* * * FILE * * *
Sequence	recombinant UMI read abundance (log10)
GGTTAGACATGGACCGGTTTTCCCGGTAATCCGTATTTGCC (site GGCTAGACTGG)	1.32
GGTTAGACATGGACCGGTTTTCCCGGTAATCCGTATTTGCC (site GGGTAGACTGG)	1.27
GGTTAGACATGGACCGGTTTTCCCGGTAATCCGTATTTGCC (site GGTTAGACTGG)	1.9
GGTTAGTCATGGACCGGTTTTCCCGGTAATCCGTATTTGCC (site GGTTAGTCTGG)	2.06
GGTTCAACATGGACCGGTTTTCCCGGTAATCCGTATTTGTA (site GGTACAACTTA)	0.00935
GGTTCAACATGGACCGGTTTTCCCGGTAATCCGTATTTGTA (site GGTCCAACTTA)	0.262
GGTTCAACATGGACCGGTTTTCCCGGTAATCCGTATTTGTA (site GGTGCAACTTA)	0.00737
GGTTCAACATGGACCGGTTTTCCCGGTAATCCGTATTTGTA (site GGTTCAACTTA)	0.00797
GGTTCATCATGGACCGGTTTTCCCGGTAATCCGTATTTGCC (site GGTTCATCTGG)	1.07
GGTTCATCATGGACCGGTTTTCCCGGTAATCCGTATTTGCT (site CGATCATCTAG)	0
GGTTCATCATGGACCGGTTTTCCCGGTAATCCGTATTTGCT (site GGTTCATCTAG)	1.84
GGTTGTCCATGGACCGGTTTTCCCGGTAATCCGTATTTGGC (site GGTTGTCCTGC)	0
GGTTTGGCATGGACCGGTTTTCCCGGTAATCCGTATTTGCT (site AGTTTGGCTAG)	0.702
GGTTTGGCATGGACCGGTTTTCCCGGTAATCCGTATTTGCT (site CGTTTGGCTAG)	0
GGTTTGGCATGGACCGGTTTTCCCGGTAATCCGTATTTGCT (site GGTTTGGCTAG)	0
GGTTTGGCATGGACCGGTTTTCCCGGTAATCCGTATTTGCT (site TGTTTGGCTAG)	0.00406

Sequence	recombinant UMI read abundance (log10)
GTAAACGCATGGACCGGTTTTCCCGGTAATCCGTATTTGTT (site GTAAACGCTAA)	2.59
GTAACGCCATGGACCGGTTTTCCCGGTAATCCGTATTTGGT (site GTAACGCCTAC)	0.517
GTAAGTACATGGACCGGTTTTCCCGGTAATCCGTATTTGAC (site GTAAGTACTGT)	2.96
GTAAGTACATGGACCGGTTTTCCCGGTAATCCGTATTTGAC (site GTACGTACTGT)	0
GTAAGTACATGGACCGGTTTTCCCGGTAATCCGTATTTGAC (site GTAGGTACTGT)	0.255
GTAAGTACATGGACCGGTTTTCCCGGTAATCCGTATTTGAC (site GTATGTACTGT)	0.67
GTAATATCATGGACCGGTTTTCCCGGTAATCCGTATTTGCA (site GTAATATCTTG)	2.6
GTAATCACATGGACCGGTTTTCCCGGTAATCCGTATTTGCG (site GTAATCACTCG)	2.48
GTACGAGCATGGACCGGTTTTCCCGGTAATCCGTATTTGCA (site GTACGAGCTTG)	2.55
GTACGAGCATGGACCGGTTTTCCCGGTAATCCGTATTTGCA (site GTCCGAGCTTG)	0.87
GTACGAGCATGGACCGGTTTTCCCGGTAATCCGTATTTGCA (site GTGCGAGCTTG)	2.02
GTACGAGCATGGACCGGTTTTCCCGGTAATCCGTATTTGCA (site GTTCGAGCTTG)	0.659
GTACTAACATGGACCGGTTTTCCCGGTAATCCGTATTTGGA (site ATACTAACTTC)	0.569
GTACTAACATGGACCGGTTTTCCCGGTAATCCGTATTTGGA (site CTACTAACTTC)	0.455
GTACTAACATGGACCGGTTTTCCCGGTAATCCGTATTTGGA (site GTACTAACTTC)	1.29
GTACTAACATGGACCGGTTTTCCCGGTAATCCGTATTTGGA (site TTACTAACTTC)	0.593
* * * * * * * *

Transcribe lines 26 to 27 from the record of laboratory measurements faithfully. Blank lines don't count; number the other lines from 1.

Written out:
GTAATCACATGGACCGGTTTTCCCGGTAATCCGTATTTGCG (site GTAATCACTCG)	2.48
GTACGAGCATGGACCGGTTTTCCCGGTAATCCGTATTTGCA (site GTACGAGCTTG)	2.55